The Case for the People

By Steve ThorntonPosted on

Motorcycle lawyers take a stand for injured riders

April 19, 2005, was a fine day for motorcycling in southwest British Columbia. About 5 o’clock that afternoon, Travis Storgaard, who was 18, living with his parents, and studying to become a paramedic, decided to take a short ride. His mother remembers. “On his way out, he said, ‘I love you,’ and I replied, ‘I love you too, Son. Ride safe.’ His reply was, ‘I always do.’”

On Sept. 27, 2007, the weather in Whistler, B.C., was cooler and darker than on that April day two and a half years before. Catherine Storgaard and her husband Len were at a motorcycling safety conference to talk about their son. “On top of the grief,” she said, “there was guilt. Why did we drop our guard? Why did we let him buy that streetbike?” Travis had been riding dirtbikes for years; the 600 cc sportbike was something new.

A lawyer named Daryl Brown was with Catherine and Len Storgaard in Whistler. He rides a ZX-10 and a “Harley-Davidson chopper thing” that he built, and in a previous life was a motorcycle drag racer. Half a dozen years before the Whistler conference, he had gotten a law degree, quit racing, and started representing people who were hurt, often motorcycle riders.

In his line of work, Brown sees people with serious injuries, broken heads and limbs that are often the result of cars getting in the way of motorcycles. Left-turning drivers, he says, are “ubiquitous,” by far the most common cause of serious collisions between cars and bikes. He also sees riders who were rear-ended, and riders who were clobbered by drivers running red lights or stop signs.

“Motorcycle cases come in all types. Visibility is a big problem. For car drivers, might is right. They see the big objects, they don’t see the small ones.”

Brown thinks rear-end collisions have increased with the advent of phone-texting. He also thinks that the protection offered by riding experience is somewhat limited. “The skilled rider is going to be able to avoid a collision more often than the novice, but at the same time, that skilled rider is not going to be able to avoid every incident. People can turn left in front of you in a flash, at the very last second.” He says making eye contact with a driver is no guarantee that you won’t be hit. “Yes, try to see if he’s looking at you, but at the same time, look at the wheels, are they turned, look at the car, is it moving.”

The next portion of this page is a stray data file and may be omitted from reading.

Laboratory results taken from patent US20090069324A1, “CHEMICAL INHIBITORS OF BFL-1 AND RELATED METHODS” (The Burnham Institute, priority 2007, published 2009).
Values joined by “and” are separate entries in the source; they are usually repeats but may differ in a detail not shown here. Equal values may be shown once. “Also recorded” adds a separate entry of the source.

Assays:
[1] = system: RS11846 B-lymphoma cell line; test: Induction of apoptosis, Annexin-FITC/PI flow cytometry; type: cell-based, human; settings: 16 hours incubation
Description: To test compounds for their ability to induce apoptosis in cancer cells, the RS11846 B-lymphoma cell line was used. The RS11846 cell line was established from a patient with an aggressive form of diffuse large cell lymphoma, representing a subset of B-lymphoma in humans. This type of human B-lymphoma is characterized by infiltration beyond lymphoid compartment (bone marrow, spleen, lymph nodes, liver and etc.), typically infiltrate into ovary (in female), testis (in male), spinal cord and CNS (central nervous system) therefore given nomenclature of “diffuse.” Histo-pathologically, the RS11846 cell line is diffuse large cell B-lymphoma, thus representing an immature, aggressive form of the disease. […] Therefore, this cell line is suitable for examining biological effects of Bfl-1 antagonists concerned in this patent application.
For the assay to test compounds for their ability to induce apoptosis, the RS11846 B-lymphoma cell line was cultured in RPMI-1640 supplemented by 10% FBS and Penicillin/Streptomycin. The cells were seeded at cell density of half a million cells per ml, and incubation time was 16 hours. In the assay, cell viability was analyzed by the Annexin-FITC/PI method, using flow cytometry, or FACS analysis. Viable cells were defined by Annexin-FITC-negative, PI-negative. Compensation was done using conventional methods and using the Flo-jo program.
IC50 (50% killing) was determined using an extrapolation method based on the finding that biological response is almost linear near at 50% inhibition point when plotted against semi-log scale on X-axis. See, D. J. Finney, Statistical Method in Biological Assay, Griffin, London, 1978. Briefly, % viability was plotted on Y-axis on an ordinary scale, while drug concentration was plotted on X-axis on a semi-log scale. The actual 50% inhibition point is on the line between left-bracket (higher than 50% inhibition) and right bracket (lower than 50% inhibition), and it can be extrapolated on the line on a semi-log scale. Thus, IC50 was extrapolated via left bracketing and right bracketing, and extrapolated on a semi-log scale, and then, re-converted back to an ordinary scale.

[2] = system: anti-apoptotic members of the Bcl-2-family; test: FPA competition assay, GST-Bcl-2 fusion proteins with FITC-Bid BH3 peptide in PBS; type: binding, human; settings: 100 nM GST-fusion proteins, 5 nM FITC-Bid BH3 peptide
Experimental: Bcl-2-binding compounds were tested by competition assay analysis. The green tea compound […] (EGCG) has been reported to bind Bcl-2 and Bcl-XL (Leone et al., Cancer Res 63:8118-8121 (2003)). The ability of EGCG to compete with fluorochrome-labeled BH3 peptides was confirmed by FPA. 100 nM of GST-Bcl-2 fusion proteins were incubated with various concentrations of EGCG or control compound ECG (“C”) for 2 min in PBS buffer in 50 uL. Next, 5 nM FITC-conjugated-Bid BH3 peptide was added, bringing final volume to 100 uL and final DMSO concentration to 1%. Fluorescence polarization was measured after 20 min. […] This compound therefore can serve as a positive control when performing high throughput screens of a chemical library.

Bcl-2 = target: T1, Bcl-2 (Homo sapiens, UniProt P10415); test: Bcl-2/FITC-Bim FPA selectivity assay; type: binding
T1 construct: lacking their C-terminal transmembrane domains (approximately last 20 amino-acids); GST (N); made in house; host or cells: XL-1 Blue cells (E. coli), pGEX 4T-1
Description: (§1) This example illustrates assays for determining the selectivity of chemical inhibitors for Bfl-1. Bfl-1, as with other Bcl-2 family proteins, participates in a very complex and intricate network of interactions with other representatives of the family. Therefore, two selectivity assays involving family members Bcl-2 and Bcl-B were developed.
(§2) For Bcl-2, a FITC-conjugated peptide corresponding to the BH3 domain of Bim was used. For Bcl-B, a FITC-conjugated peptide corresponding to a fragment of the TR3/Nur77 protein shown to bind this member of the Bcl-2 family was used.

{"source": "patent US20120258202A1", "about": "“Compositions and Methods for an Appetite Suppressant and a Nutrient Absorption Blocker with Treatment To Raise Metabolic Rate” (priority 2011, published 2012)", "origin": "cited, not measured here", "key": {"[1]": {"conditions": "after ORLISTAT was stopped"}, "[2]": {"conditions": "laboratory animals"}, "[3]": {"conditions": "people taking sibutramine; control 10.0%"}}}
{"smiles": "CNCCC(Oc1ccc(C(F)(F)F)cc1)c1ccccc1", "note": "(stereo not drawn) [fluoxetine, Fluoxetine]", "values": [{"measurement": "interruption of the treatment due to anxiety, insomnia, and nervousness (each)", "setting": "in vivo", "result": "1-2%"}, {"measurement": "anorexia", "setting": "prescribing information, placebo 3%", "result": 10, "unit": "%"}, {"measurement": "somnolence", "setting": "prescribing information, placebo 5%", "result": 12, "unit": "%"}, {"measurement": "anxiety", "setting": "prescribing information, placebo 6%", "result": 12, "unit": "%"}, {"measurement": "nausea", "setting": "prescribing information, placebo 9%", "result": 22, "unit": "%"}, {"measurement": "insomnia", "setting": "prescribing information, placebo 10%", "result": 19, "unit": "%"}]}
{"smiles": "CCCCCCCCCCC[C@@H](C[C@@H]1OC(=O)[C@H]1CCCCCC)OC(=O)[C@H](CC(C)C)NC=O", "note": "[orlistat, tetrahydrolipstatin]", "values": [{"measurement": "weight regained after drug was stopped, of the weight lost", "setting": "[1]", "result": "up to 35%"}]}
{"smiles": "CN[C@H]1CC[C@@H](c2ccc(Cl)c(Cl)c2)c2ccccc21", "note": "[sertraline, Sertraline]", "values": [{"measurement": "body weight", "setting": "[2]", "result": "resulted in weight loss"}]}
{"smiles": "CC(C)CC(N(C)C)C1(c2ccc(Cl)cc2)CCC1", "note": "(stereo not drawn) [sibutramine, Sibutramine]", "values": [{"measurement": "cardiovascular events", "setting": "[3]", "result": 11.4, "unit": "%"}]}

A familiar range of injuries is caused by these kinds of collisions. “You get a lot of broken ankles, legs, and wrists as guys are catapulted off. Back injuries are very common, and head injuries. Brain injuries are also very, very common.” He says B.C. made a smart move when it outlawed ineffective toy helmets two years ago but in his experience even good full-face helmets can fail to protect soft brain tissue. “It depends on the impact.”

Brown is not alone in thinking that experience doesn’t always confer protection. In southern Ontario, Craig Brown (no relation) is a partner with the firm of Thomson Rogers and frequently represents injured motorcyclists. “I would say mostly they’re pretty experienced motorcyclists. I’m not really seeing riding experience as a major factor (in crashes).” That may be because many of the people he represents are no longer young. “I would say that generally the move is toward the older rider, and many of those riders tend to ride cruising bikes.”

Brown says he often gets cases involving left- turning drivers, and “where you have a car pulling out of a driveway directly into the path of a motorcycle.” He also sees a lot of single vehicle crashes. “They’re hard to blame on somebody else,” he adds without a trace of irony.

Unlike Daryl on the west coast, Craig Brown does not get many cases involving rear-end collisions in Ontario; those he does see tend to be serious. “A fair number of the rear-end collisions happen at relatively low speeds, and you tend not to see the catastrophic injuries at those speeds,” he says, but in November 2011 he represented a rider who was hit from behind at high speed. “My client was a woman who was out riding with her husband, and he pulled out from a T-intersection onto a highway, she pulled out onto the same highway, thinking — and we were able to prove — that she had lots of time to do so, and she was rear-ended by a truck. She was thrown from the motorcycle and she sustained a brain injury.” In that case, he says he was “successful in getting a judgement,” but because of what he claims was jury bias against motorcyclists, he got a smaller award for her than he wanted.

Another Ontario lawyer, Tim Leigh-Bell, says some 25–30 percent of his files involve motorcyclists, and he sees victims of left-turning drivers, drivers who pull onto the roadway suddenly, and single vehicle collisions. In one case, a man who was riding around a curve came upon a car that pulled out from the shoulder in front of him. “He swerves to avoid it, and in doing so hits the outer curb, goes down, and he’s got some significant injuries.” The car driver left the scene, and there were no other witnesses. That left him with few options for going after any significant insurance payment.